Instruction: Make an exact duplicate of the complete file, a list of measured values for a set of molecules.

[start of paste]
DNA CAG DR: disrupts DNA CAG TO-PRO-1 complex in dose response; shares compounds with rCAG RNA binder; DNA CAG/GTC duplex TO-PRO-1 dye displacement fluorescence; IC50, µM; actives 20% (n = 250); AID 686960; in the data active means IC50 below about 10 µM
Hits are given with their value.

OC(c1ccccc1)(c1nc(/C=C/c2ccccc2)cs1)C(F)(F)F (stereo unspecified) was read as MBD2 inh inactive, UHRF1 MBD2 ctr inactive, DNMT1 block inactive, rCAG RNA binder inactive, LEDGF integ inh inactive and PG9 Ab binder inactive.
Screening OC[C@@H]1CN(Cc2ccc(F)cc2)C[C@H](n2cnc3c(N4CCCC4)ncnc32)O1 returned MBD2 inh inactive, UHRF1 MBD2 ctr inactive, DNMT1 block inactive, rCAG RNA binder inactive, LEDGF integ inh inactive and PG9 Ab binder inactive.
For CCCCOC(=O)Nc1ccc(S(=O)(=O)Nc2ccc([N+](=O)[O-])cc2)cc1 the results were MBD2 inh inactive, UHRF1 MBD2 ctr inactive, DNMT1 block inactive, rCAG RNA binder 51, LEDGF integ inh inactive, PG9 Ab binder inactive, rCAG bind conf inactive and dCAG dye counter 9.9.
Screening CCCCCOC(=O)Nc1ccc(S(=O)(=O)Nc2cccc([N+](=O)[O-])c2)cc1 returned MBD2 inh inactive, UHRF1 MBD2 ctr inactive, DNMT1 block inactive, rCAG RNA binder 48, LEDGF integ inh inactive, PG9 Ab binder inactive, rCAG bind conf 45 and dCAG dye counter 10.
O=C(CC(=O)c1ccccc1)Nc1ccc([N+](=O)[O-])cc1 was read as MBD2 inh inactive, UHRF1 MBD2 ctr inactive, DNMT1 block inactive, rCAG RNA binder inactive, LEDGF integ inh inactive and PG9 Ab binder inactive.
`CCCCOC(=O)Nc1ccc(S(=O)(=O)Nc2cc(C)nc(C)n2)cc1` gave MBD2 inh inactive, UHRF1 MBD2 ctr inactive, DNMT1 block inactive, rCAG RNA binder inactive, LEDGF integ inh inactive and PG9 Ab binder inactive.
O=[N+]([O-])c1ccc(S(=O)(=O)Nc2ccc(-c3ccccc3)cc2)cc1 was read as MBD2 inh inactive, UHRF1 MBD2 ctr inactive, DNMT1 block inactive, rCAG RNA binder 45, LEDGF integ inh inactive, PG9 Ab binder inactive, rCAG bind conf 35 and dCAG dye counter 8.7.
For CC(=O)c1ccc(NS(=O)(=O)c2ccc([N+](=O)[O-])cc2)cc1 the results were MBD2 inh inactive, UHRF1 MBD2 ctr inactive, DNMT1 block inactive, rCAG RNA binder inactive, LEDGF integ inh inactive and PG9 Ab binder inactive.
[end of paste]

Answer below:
DNA CAG DR: disrupts DNA CAG TO-PRO-1 complex in dose response; shares compounds with rCAG RNA binder; DNA CAG/GTC duplex TO-PRO-1 dye displacement fluorescence; IC50, µM; actives 20% (n = 250); AID 686960; in the data active means IC50 below about 10 µM
Hits are given with their value.

OC(c1ccccc1)(c1nc(/C=C/c2ccccc2)cs1)C(F)(F)F (stereo unspecified) was read as MBD2 inh inactive, UHRF1 MBD2 ctr inactive, DNMT1 block inactive, rCAG RNA binder inactive, LEDGF integ inh inactive and PG9 Ab binder inactive.
Screening OC[C@@H]1CN(Cc2ccc(F)cc2)C[C@H](n2cnc3c(N4CCCC4)ncnc32)O1 returned MBD2 inh inactive, UHRF1 MBD2 ctr inactive, DNMT1 block inactive, rCAG RNA binder inactive, LEDGF integ inh inactive and PG9 Ab binder inactive.
For CCCCOC(=O)Nc1ccc(S(=O)(=O)Nc2ccc([N+](=O)[O-])cc2)cc1 the results were MBD2 inh inactive, UHRF1 MBD2 ctr inactive, DNMT1 block inactive, rCAG RNA binder 51, LEDGF integ inh inactive, PG9 Ab binder inactive, rCAG bind conf inactive and dCAG dye counter 9.9.
Screening CCCCCOC(=O)Nc1ccc(S(=O)(=O)Nc2cccc([N+](=O)[O-])c2)cc1 returned MBD2 inh inactive, UHRF1 MBD2 ctr inactive, DNMT1 block inactive, rCAG RNA binder 48, LEDGF integ inh inactive, PG9 Ab binder inactive, rCAG bind conf 45 and dCAG dye counter 10.
O=C(CC(=O)c1ccccc1)Nc1ccc([N+](=O)[O-])cc1 was read as MBD2 inh inactive, UHRF1 MBD2 ctr inactive, DNMT1 block inactive, rCAG RNA binder inactive, LEDGF integ inh inactive and PG9 Ab binder inactive.
`CCCCOC(=O)Nc1ccc(S(=O)(=O)Nc2cc(C)nc(C)n2)cc1` gave MBD2 inh inactive, UHRF1 MBD2 ctr inactive, DNMT1 block inactive, rCAG RNA binder inactive, LEDGF integ inh inactive and PG9 Ab binder inactive.
O=[N+]([O-])c1ccc(S(=O)(=O)Nc2ccc(-c3ccccc3)cc2)cc1 was read as MBD2 inh inactive, UHRF1 MBD2 ctr inactive, DNMT1 block inactive, rCAG RNA binder 45, LEDGF integ inh inactive, PG9 Ab binder inactive, rCAG bind conf 35 and dCAG dye counter 8.7.
For CC(=O)c1ccc(NS(=O)(=O)c2ccc([N+](=O)[O-])cc2)cc1 the results were MBD2 inh inactive, UHRF1 MBD2 ctr inactive, DNMT1 block inactive, rCAG RNA binder inactive, LEDGF integ inh inactive and PG9 Ab binder inactive.